Unfortunately for me, I fear that I'm recently allergic to raspberries. It's a new thing, and I have eaten a few, but I wouldn't dare make this liqueur, or I'd be in true trouble. This is a really beautiful drink, and I wish I could have a "thimbleful" just to taste, *sigh*. Guess I'll just have to wait for your next liqueur-ish adventure!

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  2. Mmmmm....I did this with sour cherries last year. It was fantastic! I'll have to get myself some raspberries, the cherry crop was light this year and the glass jar looks lonely. Thank you for the inspiration!

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  3. Cakewalk: Bummer on the raspberry allergy. But with rhubarb liqueur to console you, you'll pull through.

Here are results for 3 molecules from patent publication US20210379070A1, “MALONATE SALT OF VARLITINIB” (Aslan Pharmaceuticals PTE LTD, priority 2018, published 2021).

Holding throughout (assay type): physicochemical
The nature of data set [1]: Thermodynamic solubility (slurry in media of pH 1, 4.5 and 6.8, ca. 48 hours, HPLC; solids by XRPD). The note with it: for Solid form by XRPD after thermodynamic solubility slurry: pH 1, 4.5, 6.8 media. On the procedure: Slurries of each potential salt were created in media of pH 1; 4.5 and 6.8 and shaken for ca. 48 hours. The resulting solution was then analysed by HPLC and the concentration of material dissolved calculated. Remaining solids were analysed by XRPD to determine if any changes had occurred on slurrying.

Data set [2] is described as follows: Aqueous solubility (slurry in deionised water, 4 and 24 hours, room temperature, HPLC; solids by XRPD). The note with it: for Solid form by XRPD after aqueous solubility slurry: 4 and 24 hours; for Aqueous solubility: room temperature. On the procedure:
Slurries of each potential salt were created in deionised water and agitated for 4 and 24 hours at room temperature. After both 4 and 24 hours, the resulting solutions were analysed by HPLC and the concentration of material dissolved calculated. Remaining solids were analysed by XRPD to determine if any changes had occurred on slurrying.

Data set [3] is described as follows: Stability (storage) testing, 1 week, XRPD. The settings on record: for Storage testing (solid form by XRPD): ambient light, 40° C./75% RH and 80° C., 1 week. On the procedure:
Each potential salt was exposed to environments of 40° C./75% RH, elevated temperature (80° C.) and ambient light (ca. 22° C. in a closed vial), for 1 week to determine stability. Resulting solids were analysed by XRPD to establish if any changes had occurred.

Anna: I somehow entirely missed the sour cherries this year. Sigh. I'll have to try en-boozing them next year -- that's got to be lovely.

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  4. Sounds delish! Wondering, where do you get grain alcohol?

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  5. Betheny: In Oregon, you can buy grain alcohol at the state-run liquor stores (although for some unknown reason they keep it behind the counter). You should be able to find it wherever alcohol is sold -- it may be labeled as neutral grain spirits, Everclear, etc. It's just an extra-strong neutral liquor (twice the proof of vodka), that does a great job of pulling the flavor out of whatever you're infusing.